Lord Taverne: I wish to speak to Amendment No. 251 which stands in my name and that of my noble friends Lord Newby and Lord Sharman. Clause 224(4) seems to sit rather oddly with subsection (3) which states:

    "Costs rules may not provide for the making of an award against the complainant in respect of the respondent's costs",

while subsection (4) states:

    "But they may provide for the making of an award against the complainant in favour of the scheme operator, for the purpose of providing a contribution to resources deployed in dealing with the complaint".

I should like the Minister to answer that point because it seems to be a somewhat strange provision. I do not know what are the precedents for it. There are occasions on which professional bodies--for example, the Institute of Chartered Accountants--provide, in the case of disciplinary proceedings, that an order for costs may be made in favour of the costs incurred by the proceedings themselves. But that seems to be a very different case because the ombudsman is not a disciplinary body. He is taking up complaints.

If it is decided that he should not be able to make an order against the respondent, why should he then make an order in favour of himself? It is almost as though, when the funds run low, the ombudsman might be tempted to take a rather more severe view than he would do otherwise. It seems to me a surprising provision. Therefore, our amendment proposes that subsection (4) should be omitted. However, we await with interest the Minster's explanation.

4.45 p.m.

Lord Lipsey: I wish to speak in particular to Amendment No. 251 but, first, I want to make a few comments on the amendments proposed by the noble Lord, Lord Saatchi.

The purpose of an ombudsman scheme is to provide reassurance and redress for consumers and to have a process which is reasonably quick for the resolution of disputes. That is why, as the noble Lord, Lord Jenkin, said earlier, the scheme has won the support of the industry.

What I fear about the noble Lord's amendments is that if you take away from complainants the right to go to the court if they do not like the ombudsman's decision, they will be encouraged by legal advisers to go straight to the courts, ducking the ombudsman on the way. That will lead to a more expensive and less satisfactory procedure than would otherwise be the case.

I turn now to what seems to me to be the more substantive amendment before us; that is, Amendment No. 251, which removes the ombudsman's right to levy

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costs against complainants who are vexatious. I use that word for the purposes of simplicity. There are two questions to be asked about that. First, is it likely to lead to fewer vexatious complaints? I make the following points. First, there are not many. I have checked with the ombudsman's office. They really are a rarity.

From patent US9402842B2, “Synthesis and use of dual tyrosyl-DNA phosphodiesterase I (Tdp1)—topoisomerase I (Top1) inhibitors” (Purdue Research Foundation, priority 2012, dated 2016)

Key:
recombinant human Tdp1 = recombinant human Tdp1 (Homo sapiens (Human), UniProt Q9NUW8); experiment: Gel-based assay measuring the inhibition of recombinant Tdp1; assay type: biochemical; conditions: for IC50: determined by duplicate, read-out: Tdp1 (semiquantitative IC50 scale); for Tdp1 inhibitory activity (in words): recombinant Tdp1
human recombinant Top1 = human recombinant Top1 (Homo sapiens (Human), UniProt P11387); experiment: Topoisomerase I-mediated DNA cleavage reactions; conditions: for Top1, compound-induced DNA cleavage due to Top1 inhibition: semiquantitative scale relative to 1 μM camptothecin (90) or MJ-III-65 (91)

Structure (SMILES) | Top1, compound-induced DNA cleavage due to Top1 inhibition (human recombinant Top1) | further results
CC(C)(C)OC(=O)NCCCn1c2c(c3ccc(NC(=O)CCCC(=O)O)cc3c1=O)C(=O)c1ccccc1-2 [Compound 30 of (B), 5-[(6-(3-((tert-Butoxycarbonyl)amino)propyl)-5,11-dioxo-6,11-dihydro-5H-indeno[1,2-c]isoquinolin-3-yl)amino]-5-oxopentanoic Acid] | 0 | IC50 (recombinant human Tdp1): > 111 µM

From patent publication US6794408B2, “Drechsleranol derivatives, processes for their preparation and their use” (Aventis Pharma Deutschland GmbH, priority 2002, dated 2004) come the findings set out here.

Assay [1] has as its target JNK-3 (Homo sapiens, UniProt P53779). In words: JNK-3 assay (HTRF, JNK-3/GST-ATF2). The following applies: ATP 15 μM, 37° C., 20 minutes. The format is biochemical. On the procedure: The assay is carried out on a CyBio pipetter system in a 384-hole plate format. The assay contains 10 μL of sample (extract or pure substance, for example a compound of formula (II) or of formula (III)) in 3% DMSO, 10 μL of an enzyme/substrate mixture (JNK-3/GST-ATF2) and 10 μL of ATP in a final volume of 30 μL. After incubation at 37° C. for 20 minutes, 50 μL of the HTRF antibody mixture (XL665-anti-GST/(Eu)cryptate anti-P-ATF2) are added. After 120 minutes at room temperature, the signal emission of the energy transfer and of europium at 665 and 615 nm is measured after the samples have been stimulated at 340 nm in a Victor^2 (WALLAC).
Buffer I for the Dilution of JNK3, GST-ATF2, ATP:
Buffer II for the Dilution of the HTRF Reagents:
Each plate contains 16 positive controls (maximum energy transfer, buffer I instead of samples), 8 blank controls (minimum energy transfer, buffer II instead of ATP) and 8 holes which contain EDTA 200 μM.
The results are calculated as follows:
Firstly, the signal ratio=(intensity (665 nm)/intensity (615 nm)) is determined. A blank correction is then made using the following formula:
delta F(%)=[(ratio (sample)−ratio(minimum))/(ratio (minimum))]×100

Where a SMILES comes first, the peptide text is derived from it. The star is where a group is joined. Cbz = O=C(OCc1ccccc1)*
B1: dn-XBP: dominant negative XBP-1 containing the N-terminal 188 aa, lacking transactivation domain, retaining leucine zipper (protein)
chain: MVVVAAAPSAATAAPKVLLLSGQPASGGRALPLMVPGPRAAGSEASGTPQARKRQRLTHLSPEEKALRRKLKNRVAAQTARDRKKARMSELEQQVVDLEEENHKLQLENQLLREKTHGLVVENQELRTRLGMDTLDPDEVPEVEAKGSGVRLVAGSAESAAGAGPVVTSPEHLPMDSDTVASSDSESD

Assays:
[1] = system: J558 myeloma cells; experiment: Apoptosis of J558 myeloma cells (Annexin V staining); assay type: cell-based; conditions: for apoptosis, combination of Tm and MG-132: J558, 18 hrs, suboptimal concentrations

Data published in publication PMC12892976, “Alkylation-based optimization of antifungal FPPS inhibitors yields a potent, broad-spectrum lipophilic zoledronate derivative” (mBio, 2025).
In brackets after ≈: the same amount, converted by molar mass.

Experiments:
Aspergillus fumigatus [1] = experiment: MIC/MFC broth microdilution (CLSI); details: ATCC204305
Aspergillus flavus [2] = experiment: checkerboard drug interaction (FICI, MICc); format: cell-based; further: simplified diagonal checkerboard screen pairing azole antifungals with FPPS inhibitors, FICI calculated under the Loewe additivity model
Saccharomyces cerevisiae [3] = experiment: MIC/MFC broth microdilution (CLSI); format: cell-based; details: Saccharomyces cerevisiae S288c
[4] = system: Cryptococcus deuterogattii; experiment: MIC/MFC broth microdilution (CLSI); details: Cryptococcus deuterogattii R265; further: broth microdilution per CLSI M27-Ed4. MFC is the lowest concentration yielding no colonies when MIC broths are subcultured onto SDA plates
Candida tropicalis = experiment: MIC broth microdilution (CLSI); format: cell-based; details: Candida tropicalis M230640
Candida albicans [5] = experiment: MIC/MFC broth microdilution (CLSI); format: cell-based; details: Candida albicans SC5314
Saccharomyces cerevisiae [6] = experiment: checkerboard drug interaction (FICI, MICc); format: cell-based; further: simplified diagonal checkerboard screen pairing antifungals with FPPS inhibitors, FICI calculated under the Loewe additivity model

Secondly, on the whole, people who are thinking about being vexatious are not put off by this kind of provision. They are out to cause bother or, as the noble Lord, Lord Saatchi, said, to commit fraud. If that is their purpose, this provision is not likely to put them off.

The third point is that a provision of this kind will add to costs and not reduce them, because in each case the ombudsman will have to decide whether it is a vexatious complaint. That will be another process in addition to the process of resolving the complaint. So it will add to the costs.

Finally, I do not believe that the ombudsman has put forward any proposal to make rules under this scheme. So he perhaps regards the power--to use the word for the fourth time this afternoon--as "otiose."

But it is not merely that it is otiose. It would have an ill effect. I believe that it would cause legitimate complainants to be reluctant to go to the ombudsman. We can imagine the scene. Someone has had a trusted IFA for some years and then he finds that he has been flogged something which was not appropriate for the purpose. That person then says, "Right, I am going off to the ombudsman to complain". The IFA says, "You do that. Did you know that the ombudsman has the right to award costs against you and you may lose not only the money you lost on my product but you may lose your costs? And I can tell you when I get to the ombudsman, with my knowledge of the industry against your rather feeble knowledge, I am going to make a case that you have been a vexatious complainant and it may cost you your home, your car and your estate".

I know that that is an empty threat if you have the degree of expertise that we have, perhaps, in this Chamber. But it is not an empty threat if you are Joe Soap. You are rather out of your depth in these waters anyway and you are looking to someone to sort out your complaint. Therefore, the effect of the proposal will not be to discourage vexatious complainants but to discourage genuine complaints, which will seriously weaken the scheme.

I beg the Minister to think very hard about this between now and Report stage. I hope that on reflection, looking again at the debate that has taken place in the industry and on consultation, he will agree that the Bill will be stronger with the amendment proposed.